Steps Taken to Protect Rare Rabbit in Rhode Island

By Cynthia Drummond of The Westerly Sun

PROVIDENCE — The New England cottontail, the region’s only native rabbit and the inspiration for the Thornton Burgess’s “The Adventures of Peter Cottontail,” has become so rare that there are just a few remnant populations in Rhode Island.

But a multiyear conservation plan involving the federal and several state governments, scientists, foresters, farmers and others is attempting to prevent the New England cottontail from disappearing altogether.

New England cottontail in Rhode Island

Biologist set to release radio-collared New England cottontail in Rhode Island habitat.

New England cottontails live in Connecticut, New York state east of the Hudson River, Rhode Island, Massachusetts, New Hampshire and Maine. Rhode Island Department of Environmental Management biologist Brian Tefft, who has been involved in the conservation effort, said that in Rhode Island, New England cottontails have been found in just four areas.

“There are two in North Kingstown, one in Narragansett and one in Charlestown,” Tefft said. “This is very rare — very, very, very low density, all tiny populations.”

The federal government announced in September that despite its decline almost to the point of extinction, the New England cottontail would not be added to the endangered species list. U.S. Secretary of the Interior Sally Jewell said current conservation efforts had made the federal listing unnecessary.

“Thanks to the dedication of many partners, we can now say that future generations of Americans will know the cottontail — and not just through a character in children’s literature,” Jewell said.

New England cottontails have declined because they require young forest habitats with plenty of cover. Most young forests have been lost, either because they were developed, or because the trees matured.

“Habitat loss is considered to be the primary reason,” Tefft said. “It is complicated. Development and forest maturation, forests growing older over time, we’ve lost a lot of the farming activities and management activities such as timber-cutting and firewood-cutting on the scale that we had in the early 1900s.”

Another factor that has hastened the New England cottontail’s decline is the eastern cottontail rabbit, an introduced species that has proliferated to the point where it has become the scourge of gardeners everywhere. In 1930, thousands of eastern cottontails from Kansas, Missouri, Texas and other states were brought to Rhode Island by hunting clubs and released.


Prime cottontail habitat created on Great Swamp Wildlife Management Area in Rhode Island./C. Fergus

“All of these rabbits being released probably contributed to their hybrid vigor, which made them a better competitor and gave them an added advantage, since they occupy similar habitats to the New England cottontail,” Tefft explained.

“Although no one has come up with a smoking gun to say ‘these things are directly impacting the New England cottontails,’ we speculate that the combination of habitat loss and this very successful introduced species probably had caused this problem with New England cottontails.”

Launched in 2012, the New England cottontail conservation plan involves captive breeding and release, habitat improvements and public outreach. The Roger Williams Park Zoo in Providence has been breeding the rabbits since 2011, and some of them have been released on state-owned 200-acre Patience Island in Narragansett Bay, where there is plenty of brush to provide cover and no eastern cottontails to compete with.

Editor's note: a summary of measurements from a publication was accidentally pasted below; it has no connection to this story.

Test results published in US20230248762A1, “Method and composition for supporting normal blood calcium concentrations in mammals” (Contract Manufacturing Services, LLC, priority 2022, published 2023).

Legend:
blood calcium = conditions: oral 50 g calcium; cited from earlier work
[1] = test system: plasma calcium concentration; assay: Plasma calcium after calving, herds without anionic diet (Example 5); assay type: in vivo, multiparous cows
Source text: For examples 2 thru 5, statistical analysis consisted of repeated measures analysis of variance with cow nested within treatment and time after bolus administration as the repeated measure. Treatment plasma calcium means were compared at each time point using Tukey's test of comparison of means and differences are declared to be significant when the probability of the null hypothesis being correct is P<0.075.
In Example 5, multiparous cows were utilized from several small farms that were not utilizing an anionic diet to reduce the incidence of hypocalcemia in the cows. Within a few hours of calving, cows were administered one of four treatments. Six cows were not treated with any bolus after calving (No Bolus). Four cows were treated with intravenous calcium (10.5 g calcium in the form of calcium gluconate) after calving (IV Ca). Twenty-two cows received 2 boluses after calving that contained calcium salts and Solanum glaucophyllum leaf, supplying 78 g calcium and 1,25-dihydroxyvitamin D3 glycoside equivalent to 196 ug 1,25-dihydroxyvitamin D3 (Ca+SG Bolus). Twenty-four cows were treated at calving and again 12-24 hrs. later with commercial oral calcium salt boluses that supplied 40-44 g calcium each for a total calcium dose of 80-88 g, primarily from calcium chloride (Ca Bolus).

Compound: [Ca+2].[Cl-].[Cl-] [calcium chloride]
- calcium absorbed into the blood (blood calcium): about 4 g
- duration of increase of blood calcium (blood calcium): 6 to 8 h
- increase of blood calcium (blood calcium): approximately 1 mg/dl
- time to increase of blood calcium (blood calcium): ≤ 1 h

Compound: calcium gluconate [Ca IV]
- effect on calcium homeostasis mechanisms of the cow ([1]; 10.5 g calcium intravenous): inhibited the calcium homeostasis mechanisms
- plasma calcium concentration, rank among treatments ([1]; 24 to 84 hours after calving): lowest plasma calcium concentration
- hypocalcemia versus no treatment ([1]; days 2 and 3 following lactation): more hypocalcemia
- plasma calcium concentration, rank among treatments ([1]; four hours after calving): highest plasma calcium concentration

Since March 2012, biologists have released 59 New England cottontails on Patience Island.

“We brought founders, which are basically wild rabbits from Connecticut, into captivity, the zoo paired them off and was successful in raising a number of offspring,” Tefft said. “Eleven of those offspring became the founders for the population on Patience Island. We bred them in 2011, there were 15 or so rabbits that were born that year. They overwintered at a holding pen in the Ninigret [National Wildlife] Refuge in Charlestown.”

Another partner in the conservation plan, University of Rhode Island’s conservation genetics laboratory, is helping researchers by analyzing fecal pellets to identify New England cottontails. Biologists traveled to Patience Island in March 2015 to collect fecal pellets so they could determine whether the transplanted rabbits were multiplying.

“We collected fecal pellets all over the island, and from that study, we determined that we have a baseline population that is a sustainable population established from the release of those 59 individuals,” Tefft said. “The population estimate on the island now is between 65 and 100 rabbits, so that’s good.”

The Patience Island population has grown to the point that researchers will be able to use some of those rabbits to repopulate other areas and lessen their reliance on captive bred animals.

“The game plan now is to begin translocating some of those animals to habitats that we’ve been preparing on the mainland,” Tefft said.

The New England cottontail conservation plan is scheduled to continue until 2030, and members of the public can help by providing access to land for population surveys so biologists can determine whether the rabbits are living there. Of particular interest are Narragansett, Charlestown, South Kingstown and to a lesser extent, Westerly.

Tefft said restoring New England cottontails was worth the effort and expense because the rabbit was part of the region’s heritage, and important to the ecosystem.

“Rabbits are important species for other wildlife,” he said. “They’re basically a prey animal, so we have not only an obligation to the rabbit, but for a healthy environment and for whatever other benefits these rabbits provide to the food web.”

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